Published Thursday, 16 August 2012
The Bourne Legacy is a fourth big screen adventure for the super spy but sadly one without a plot, a point and most incredibly Jason Bourne. I was hoping to be Bourne again but sadly ended up Bourne to run from the cinema.
The three previous Bourne movies, Identity, Supremacy and Ultimatum, based on Robert Ludlum's best selling novels, redefined the action film genre and grossed almost a billion dollars at the global box office. They were natural Bourne thrillers which made Matt Damon a megastar and showed creaky old James Bond how to exhilarate a modern audience.
This new film begins with a classic Bourne image, the silhouette of a body floating face down. This time it's our new hero Aaron Cross (played by Jeremy Renner) who emerges from an ice cold lake in Alaska. This is Bourne survivor with our bearded agent as Bear Grylls climbing cliffs, battling wolves but sadly not drinking elephant dung.
What happens next, smells like elephant dung, as The Bourne Legacy stinks into a series of frankly boring and incomprehensible scenes. "Maybe you're in the wrong meeting" says Colonel Eric Byer (played by Edward Norton). Yes I think we are. "I don't care how" snaps the Colonel later "How does not matter". Judging by how this film is going, I think how is very important, how this baloney got made.
The mystery here is that this new Bourne film is not a prequel, sequel or reboot. Nor bizarrely is it based on the 2004 novel The Bourne Legacy, which was the fourth story in the series, written by Eric Van Lustbader three years after the death of creator Robert Ludlum. Legacy the novel features Jason Bourne battling terrorists intent on biological armageddon. Surely a better plot?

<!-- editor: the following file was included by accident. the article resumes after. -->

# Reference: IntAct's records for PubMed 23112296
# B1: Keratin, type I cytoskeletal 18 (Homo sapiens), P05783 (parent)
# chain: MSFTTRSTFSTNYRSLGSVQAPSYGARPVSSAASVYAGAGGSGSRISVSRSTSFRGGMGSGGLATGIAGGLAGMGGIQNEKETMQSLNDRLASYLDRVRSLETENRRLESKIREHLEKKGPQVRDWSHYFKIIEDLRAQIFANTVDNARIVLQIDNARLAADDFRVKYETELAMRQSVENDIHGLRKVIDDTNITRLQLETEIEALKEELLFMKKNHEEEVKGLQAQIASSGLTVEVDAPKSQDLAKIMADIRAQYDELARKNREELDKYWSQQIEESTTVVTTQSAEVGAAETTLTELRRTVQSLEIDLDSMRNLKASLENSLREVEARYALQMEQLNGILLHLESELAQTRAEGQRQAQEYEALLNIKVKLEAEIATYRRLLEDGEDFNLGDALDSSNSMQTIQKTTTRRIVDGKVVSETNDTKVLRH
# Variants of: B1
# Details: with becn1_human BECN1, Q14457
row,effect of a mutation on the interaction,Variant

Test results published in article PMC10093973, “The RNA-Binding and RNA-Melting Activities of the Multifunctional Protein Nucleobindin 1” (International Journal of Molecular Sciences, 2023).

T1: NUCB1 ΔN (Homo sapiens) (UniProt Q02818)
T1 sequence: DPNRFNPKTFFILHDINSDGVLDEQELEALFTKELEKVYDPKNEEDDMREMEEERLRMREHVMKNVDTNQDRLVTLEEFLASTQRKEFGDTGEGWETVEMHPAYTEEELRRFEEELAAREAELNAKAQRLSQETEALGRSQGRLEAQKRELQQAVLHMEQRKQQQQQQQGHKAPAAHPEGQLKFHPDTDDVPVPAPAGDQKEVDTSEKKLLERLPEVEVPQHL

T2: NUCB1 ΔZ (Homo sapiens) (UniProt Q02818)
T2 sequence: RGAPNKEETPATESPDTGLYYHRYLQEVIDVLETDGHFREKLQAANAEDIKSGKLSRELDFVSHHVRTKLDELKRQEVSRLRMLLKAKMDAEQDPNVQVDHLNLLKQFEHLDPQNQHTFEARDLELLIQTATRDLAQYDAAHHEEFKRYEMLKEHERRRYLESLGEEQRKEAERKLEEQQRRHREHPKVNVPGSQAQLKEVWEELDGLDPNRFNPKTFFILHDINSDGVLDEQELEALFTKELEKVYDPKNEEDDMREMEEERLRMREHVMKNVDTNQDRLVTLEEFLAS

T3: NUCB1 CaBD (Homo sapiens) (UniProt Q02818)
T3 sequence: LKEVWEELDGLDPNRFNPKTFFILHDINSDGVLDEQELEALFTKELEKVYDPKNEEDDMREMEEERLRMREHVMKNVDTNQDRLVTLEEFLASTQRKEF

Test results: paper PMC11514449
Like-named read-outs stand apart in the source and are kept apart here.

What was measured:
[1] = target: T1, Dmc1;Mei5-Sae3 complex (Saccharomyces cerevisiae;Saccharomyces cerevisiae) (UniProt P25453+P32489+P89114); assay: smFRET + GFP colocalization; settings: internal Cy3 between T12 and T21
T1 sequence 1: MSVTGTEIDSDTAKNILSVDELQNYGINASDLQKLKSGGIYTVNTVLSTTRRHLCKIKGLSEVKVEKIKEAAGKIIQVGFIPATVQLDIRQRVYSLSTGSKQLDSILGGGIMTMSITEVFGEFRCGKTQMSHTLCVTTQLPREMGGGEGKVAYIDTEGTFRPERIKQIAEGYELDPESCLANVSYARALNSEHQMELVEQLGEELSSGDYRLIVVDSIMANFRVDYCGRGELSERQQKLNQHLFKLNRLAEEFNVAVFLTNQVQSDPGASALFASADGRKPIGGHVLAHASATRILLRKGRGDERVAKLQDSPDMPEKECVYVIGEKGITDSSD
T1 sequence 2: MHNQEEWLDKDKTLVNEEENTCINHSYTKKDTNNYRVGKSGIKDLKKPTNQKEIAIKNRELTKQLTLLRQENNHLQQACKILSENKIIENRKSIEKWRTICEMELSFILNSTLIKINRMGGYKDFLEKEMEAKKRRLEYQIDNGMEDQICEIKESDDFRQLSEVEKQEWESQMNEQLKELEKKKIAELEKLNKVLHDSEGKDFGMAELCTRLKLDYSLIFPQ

But with no Matt Damon and therefore no Jason Bourne, another 'legacy' was born. This film version is explained as an expansion of the Bourne universe. An original story triggered by the events of the first three films. This means that the action on screen is taking place at the same time narratively as The Bourne Ultimatum, with Jason Bourne, a constant presence in the story but gapingly absent from the screen.
This makes no sense to me but is the brainchild of Tony Gilroy, who's described as 'the narrative architect' behind the Bourne film series. Which really means screenwriter on the previous three and writer / director of Legacy. Narrative architect or not, Gilroy is building on flawed foundations with inadequate materials. Jeremy Renner is a fine actor but lacks the muscled charm of Matt Damon. His character Aaron Cross can run, punch and forge passports but he's no Jason Bourne. The Cross Identity? Cross-eyed more like.
The other new cast members to the Bourne franchise hinder more than help. Firstly Edward Norton, who has become the most intensely tedious actor working in cinema today. There is a smug blandness about every performance, a look at me acting approach with a send you to sleep delivery. Then there's the unconvincing Rachel Weisz, who plays the romantic lead and research scientist Dr. Marta Shearing. Do I really believe that Weisz is a cunning chemist? Not for a minute, And even a pair of nerd glasses doesn't make her any more believable.
Only in the last half hour does director Tony Gilroy wake us from our slumber and remember he is making an action movie. Then, he ditches all the pointless meetings and baffling dialogue for a good old twenty minute rooftop and motorbike chase around Manila.
Finally, a thrilla in Manila but it's too late.
All I can hope is that, like Jason Bourne, I can temporarily suffer from extreme memory loss and forget I ever saw this.
The Bourne Legacy (12a) is now on general release.
© UTV News